Commencing Cinematheque's month-long Damien Chazelle retrospective (which includes an in-person visit on February 23) is his Oscar-winning breakout, Whiplash (2014), which expands upon the ideology of his short film from the prior year. In an uncanny way, the intense and riveting feature, set almost exclusively at the reputable (if fictitious) Shaffer Conservatory of Music in NYC, feels like a more dramatic re-envisioning of the Freaks And Geeks episode "I'm With The Band" when Nick Andopolis (Jason Segel) awkwardly auditions for local suburban rockers Dimension. While the scene in the television show possesses a playfulness of spirit, Chazelle's script takes a deeper dive into the psychological ambition of aspiring 19-year-old studio session drummer Andrew Neiman (Miles Teller). Manipulated into exalting the very Jo Jones and Charlie Parker story that the intimidating, merciless professor Terence Fletcher (J.K. Simmons, channeling his inner Gordon Ramsay) idolizes, Chazelle fervently leads his narrative with sharp rhythmically-timed editing (aided by Tom Cross) to the tune of the titular Hank Levy jazz standard and other compositions of the ilk.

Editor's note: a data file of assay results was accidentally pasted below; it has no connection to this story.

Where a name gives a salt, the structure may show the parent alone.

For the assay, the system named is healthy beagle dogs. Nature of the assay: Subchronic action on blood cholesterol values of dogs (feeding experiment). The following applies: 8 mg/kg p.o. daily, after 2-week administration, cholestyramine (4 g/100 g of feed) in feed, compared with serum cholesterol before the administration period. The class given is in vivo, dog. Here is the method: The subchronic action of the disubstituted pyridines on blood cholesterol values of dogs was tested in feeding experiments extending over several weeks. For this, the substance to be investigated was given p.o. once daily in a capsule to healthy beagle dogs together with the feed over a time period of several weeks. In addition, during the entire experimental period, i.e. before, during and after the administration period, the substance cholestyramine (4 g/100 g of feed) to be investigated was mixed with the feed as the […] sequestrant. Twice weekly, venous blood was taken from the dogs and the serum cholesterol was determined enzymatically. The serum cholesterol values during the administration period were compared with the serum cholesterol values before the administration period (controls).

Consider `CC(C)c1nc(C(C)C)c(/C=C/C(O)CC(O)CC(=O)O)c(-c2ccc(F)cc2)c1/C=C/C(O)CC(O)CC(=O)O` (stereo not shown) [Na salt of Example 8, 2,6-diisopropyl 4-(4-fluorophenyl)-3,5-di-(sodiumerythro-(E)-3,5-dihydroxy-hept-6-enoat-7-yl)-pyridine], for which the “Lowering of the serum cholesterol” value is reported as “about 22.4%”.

Some critics have knocked Whiplash for its unrealistic portrayal of competitive spirit, but the film is rather cleverly established as an emotionally lucid stand against bullying and the rigidity of old-school methods, as it analyzes the complex dynamics of mentor and student in the adaptable art of improvisatory performance. Chazelle obviously sees a bit of himself in the drive of Teller's character; and his adoration for the roots and modern soul of jazz music have proven to be a recurring theme in his work. —Grant Phipps